Robust India-Sri Lanka Cooperation

India itself is a proving ground of development – our development journey can offer many templates to other developing countries.

by Vinod K. Jacob

On the bilateral India-Sri Lanka front, the cooperation on renewable energy, climate change and sustainable development files is robust and mutually beneficial. During the virtual bilateral summit between Prime Minister Narendra Modi and Prime Minister Mahinda Rajapaksa in September 2020, the two leaders agreed to deepen cooperation in renewable energy with particular emphasis on solar projects under the US$ 100 million Line of Credit from India. 

Then on 16 June 2021, the agreement in this regard between the Government of Sri Lanka and the Export-Import Bank of India, was exchanged by the High Commissioner of India to Sri Lanka, H.E. Mr. Gopal Baglay and the Secretary to the Treasury, Mr. S.R. Attygalle, in the presence of 

Sri Lankan President Gotabaya Rajapaksa. President Gotabaya Rajapaksa and High Commissioner of India discussed the striking similarity in the national objectives outlined by India and Sri Lanka in connection with solar energy. Over the past 7 years, solar power generation in India has increased significantly to reach 34.6 GW in 2021 from about 2.6 GW in March 2014. The National Solar Mission of India aims to increase it further to 100 GW and beyond.

In line with India’s Neighbourhood First policy, responding to disasters and crises has been an integral part of our commitment to mitigate the environmental impact of these events. It may be recalled that a potentially huge oil spill was averted with assistance from India after MT New Diamond with 200,000 metric tons crude oil on board caught fire off Sri Lanka’s Eastern Coast in September 2020. 

Three Indian Naval Ships rushed with assistance following the floods in Sri Lanka in May 2017. More recently, in May 2021, India promptly responded to an emergency request by Sri Lanka Navy and deployed multiple assets (vessels Vaibhav, Vajra and Samudra Prehari by Indian Coast Guard and Tug Water Lilly by Director General, Shipping in addition to Dornier aircraft for aerial reconnaissance) to douse the fire on MV X Press Pearl off Colombo. Then in June and July, Indian Naval Ship (INS) Sarvekshak completed 800 miles of Survey in the vicinity of the ill-fated MV X-Press Pearl.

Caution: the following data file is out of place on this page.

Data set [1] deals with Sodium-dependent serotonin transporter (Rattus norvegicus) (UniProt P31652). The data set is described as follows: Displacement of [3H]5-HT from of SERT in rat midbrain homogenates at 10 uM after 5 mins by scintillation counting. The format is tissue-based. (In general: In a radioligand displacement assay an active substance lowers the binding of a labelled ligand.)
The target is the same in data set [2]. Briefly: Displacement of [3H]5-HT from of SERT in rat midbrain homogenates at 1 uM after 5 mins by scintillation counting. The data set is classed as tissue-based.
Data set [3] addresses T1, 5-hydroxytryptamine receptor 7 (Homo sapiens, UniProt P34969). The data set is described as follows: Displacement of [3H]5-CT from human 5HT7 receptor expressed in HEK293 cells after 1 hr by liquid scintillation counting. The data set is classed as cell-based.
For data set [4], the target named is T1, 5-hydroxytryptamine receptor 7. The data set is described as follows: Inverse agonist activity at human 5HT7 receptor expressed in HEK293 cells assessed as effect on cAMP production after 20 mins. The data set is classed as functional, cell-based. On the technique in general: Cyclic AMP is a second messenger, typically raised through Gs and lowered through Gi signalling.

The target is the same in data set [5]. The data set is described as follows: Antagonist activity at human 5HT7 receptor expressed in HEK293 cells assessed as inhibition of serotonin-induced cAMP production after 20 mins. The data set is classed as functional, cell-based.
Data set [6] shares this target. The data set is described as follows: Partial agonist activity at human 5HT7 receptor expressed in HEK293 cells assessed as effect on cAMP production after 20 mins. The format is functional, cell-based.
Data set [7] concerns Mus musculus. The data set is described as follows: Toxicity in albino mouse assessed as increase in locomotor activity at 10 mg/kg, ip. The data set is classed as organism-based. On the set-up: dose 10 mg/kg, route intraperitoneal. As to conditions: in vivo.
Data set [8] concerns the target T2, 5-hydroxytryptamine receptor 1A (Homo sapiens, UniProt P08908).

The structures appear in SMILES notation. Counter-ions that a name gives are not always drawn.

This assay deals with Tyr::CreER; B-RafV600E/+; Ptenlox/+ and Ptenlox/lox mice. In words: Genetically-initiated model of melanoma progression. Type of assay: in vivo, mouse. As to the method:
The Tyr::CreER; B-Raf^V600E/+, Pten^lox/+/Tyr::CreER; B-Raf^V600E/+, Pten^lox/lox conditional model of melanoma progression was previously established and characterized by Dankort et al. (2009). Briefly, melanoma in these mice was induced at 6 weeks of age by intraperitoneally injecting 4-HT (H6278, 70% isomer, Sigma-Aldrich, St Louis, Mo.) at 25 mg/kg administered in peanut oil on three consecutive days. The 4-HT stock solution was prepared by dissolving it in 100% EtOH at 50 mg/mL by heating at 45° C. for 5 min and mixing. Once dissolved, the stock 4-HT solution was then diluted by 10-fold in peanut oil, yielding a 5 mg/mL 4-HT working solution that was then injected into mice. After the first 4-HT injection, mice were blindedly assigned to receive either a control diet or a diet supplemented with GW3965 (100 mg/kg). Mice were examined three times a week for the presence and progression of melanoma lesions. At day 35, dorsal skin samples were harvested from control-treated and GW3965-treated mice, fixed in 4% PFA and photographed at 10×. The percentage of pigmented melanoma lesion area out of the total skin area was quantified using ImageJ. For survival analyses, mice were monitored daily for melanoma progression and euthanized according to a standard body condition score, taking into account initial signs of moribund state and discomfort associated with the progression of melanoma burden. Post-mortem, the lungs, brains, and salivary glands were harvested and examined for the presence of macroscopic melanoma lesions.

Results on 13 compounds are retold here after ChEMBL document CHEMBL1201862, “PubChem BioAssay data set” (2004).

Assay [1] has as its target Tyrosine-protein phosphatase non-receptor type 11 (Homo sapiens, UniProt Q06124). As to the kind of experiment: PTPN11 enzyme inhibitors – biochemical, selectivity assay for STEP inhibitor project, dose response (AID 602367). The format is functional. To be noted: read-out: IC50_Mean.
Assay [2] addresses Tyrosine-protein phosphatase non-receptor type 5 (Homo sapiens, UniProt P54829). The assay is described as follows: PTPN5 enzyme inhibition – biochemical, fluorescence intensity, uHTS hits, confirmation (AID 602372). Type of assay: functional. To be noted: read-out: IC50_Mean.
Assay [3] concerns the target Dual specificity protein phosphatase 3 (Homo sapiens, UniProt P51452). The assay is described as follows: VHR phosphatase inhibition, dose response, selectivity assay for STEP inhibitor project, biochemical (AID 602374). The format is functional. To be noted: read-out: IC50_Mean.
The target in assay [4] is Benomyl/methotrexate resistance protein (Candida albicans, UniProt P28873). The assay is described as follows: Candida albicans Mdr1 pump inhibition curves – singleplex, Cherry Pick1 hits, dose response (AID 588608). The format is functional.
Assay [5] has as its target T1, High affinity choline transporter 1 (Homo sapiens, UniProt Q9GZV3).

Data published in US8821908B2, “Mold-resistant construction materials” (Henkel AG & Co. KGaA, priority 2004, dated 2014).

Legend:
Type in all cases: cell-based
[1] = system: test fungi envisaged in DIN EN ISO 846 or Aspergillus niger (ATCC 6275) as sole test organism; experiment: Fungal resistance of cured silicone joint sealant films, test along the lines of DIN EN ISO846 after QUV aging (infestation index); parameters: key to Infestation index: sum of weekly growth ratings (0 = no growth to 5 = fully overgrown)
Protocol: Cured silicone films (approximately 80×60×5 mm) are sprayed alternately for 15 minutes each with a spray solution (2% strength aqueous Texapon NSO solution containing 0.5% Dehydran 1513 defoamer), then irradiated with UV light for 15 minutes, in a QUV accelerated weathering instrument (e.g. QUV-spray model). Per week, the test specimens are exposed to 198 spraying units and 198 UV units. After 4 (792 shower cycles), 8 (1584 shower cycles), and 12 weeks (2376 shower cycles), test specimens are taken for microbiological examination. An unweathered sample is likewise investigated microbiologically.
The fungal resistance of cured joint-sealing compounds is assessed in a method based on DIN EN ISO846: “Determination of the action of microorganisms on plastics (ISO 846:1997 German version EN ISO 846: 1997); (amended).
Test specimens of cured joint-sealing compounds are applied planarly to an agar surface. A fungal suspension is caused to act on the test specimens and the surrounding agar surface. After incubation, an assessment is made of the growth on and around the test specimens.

India’s flagship development cooperation initiatives in the Island which stand at close to US$ 3.5 billion are based on sustainable practices. The predominant usage of locally available construction and other material ensure that the carbon footprint of the various projects (like the 1990 Suwaseriya Ambulance, Indian Housing Projects, Model Village Housing projects, and others like hospitals, schools etc.) is minimal and the construction practices employed are environment friendly. 

This applies as much to the 21 High Impact Community Development Projects under Indian grant assistance all across the Island in fields which relate chiefly to socio-economic development, livelihood support, conservation of environmental and cultural heritage, empowerment of women, child welfare and facilitation of community life, particularly through the creation of infrastructure in the education, health, agriculture or community development sectors.

Another summit on global climate change

The international community concluded yet another summit on global climate change in Glasgow on 13 November 2021 and adopted a package that reflected a delicate balance between the interests and aspirations of the nearly 200 Parties that were involved in the compromise. According to the official press releases of the COP26, the Glasgow Climate Pact kept alive the target of global warming below 1.5°C this century-another compromise agreed at Paris in 2015.

Major outcomes at Glasgow

A key outcome was the conclusion of the so-called Paris rulebook on the fundamental norms related to Article 6 on carbon markets, which will make the Paris Agreement fully operational. Further, a work programme to define the global goal on adaptation, which will identify collective needs and solutions to the climate crisis already affecting many countries was another highlight. There was minimal progress on the financing pledge of providing 100 billion dollars annually from developed to developing countries. 

Parties were encouraged to strengthen their emissions reductions and to align their national climate action pledges with the Paris Agreement. All countries agreed to revisit and strengthen their current emissions targets to 2030, known as Nationally Determined Contributions (NDCs), in 2022. This will be combined with a yearly political roundtable  to consider a global progress report and a Leaders summit in 2023.

Challenging tasks ahead

Reflecting on the task ahead, COP26 President Alok Sharma from the UK said, “We can now say with credibility that we have kept 1.5 degrees alive. But, its pulse is weak and it will only survive if we keep our promises and translate commitments into rapid action.” The UN Secretary General, Antonio Guterres alluded to the fact that in reaching the Glasgow Climate Pact ‘the collective political will was not enough to overcome some deep contradictions’ and listed out the goals that were not achieved at the conference, including a price on carbon, building resilience of vulnerable communities against here and now impacts of climate change and making good on the $100 billion climate finance commitment to support developing countries.